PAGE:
5 Facts You Didn`t Know About Edinburgh

Like A Local Guide • 13 Jan, 2020

Edinburgh, the capital of Scotland, is well known for its castle, university and Fringe Festival, however this historical city has much more to it than first meets the eye. Ildiko, our local ambassador for Edinburgh, shares some lesser-known facts about her hometown. There must be at least one thing on the list that you didn’t already know!

1. The Balmoral Clock

Hotel Balmoral is situated in the very heart of Edinburgh at the east end of Princes Street, next to Waverley Station. Its majestic Edwardian-style clock tower is considered a major landmark of the city, so you’ll certainly see it at some point during your stay. When checking the time on the clock you mightn’t notice the trick: since 1902 it has been set three minutes fast so travellers don’t miss their trains at Waverley. The only exception to this rule is New Year’s Eve (in Scottish: Hogmanay), when the clock shows the proper time.

Photo credit: Ildiko Rusvai

2. Tram(s)

Oh, the tram – a sensitive topic for locals! In fact Edinburgh had an extensive tramway system with cute double-decker trams between 1871 and 1956, starting off with horse-drawn ones until electric trams appeared in the early 1900s. The last double-decker electric trams ran in 1956, then sadly the tram tracks were removed and the trams destroyed. Luckily three old trams have been preserved, but only one of them is displayed at the National Tramway Museum – far away from Scotland, in Derbyshire. 58 years later, after huge delays, a funding crisis and massive scandals, you can take the new tram from the airport to the city centre.

15207626827_6284348174_kPhoto credit: Elliott Brown

3. Seven hills

Did you know that Edinburgh was built on seven hills, just like Rome? Locals tend to debate over which hills are included in the seven, as there are quite a few peaks in and around the city. The traditional seven hills are Calton Hill, Castle Rock, Corstorphine Hill, Craiglockhart Hill, Braid Hill, Blackford Hill and Arthur’s Seat. Two of these, Castle Rock and Arthur’s Seat, are extinct volcanoes. If you feel fit and like a challenge, you can enter the Seven Hills of Edinburgh Race, which has been held every year since 1980.

Photo credit: Ildiko Rusvai

4. Athens of the North and Edinburgh’s Disgrace

Edinburgh is often called the Athens of the North – the 18th-century neoclassical buildings of the New Town reflect the Georgian love of antiquity. In particular, on the top of Calton Hill you’ll find the National Monument very much reminding you of Athens’ Parthenon, except for the fact that the Scottish Parthenon has stayed half-finished since 1829 due to lack of funds. All subsequent attempts to complete “Edinburgh’s Disgrace” failed in the early stages. The monument was originally erected to commemorate the fallen in the Napoleonic Wars.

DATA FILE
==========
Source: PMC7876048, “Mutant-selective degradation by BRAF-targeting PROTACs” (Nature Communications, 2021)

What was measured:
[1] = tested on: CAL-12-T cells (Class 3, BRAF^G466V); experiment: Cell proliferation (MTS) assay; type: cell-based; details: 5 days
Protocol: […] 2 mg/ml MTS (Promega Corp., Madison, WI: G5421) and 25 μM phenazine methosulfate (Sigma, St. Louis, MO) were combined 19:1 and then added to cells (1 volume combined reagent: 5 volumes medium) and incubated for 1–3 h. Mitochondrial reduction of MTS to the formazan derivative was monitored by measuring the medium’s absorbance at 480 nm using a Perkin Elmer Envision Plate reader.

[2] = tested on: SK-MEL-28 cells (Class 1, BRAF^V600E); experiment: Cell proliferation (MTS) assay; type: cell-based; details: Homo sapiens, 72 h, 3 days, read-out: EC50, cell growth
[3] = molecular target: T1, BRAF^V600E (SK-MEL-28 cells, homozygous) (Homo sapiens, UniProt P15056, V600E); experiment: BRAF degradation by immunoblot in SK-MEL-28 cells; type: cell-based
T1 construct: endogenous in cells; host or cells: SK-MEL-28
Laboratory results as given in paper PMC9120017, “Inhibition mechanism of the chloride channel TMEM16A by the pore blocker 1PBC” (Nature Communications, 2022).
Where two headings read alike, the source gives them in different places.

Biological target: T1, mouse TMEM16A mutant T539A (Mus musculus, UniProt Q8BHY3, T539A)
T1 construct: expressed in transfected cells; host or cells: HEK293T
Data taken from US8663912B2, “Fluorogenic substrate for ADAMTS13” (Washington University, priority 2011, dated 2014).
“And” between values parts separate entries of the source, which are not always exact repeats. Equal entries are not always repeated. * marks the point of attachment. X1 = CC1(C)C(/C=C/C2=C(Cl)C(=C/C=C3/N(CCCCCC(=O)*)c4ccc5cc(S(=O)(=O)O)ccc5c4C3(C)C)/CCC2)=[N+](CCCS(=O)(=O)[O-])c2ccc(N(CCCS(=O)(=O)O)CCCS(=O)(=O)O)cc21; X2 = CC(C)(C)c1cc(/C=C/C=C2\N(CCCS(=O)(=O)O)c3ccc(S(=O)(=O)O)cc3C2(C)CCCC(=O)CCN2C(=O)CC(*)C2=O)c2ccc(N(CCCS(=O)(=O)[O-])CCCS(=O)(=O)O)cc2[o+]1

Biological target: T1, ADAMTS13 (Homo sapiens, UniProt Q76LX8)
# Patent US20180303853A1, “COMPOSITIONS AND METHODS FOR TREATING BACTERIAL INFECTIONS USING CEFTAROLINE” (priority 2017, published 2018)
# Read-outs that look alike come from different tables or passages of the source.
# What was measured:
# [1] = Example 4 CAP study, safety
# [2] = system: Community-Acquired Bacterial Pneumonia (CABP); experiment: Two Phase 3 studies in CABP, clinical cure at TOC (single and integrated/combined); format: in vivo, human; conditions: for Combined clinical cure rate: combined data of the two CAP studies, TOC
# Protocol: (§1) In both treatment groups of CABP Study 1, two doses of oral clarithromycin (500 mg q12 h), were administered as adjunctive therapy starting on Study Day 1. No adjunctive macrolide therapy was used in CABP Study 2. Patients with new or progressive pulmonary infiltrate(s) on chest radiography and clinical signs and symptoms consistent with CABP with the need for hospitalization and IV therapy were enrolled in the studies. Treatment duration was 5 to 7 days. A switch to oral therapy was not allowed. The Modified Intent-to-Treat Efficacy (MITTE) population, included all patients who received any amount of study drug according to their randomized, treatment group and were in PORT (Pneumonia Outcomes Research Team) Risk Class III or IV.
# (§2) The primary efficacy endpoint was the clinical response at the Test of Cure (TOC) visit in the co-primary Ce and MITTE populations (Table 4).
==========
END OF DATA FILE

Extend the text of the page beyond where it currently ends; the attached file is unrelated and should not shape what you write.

Photo credit: Ildiko Rusvai

5. Waverley

Waverley is the main railway station of Edinburgh, located at the east end of Princes Street between the North and Waverley bridges that connect the Old Town to the New Town. It’s probably not widely known among visitors to the Scottish capital that the station got the name “Waverley” from the Waverley Novels by Sir Walter Scott. The station isn’t the only place to take its name from the novels – several towns in the US and Canada are named Waverly/Waverley. If the name Sir Walter Scott doesn’t ring a bell, he was a Scottish historical novelist, playwright and poet in the 18th century. The Victorian Gothic spire (the Scott Monument) opposite Waverley on Princes Street is also dedicated to him.

Photo credit: fkwiatkowski

For more local recommendations read:
What locals like to do in Edinburgh
Where locals like to eat in Edinburgh
Where locals like to party in Edinburgh

Special tip:
For a more authentic Edinburgh experience, get the Like A Local mobile app

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    You can still see a small section of the old cable tram lines preserved at Waterloo Place at the east end of Princes Street. https://canmore.org.uk/site/313453/edinburgh-waterloo-place-tram-rail-cable-track
    Bill Gallacher • Mar 01, 2020 • Reply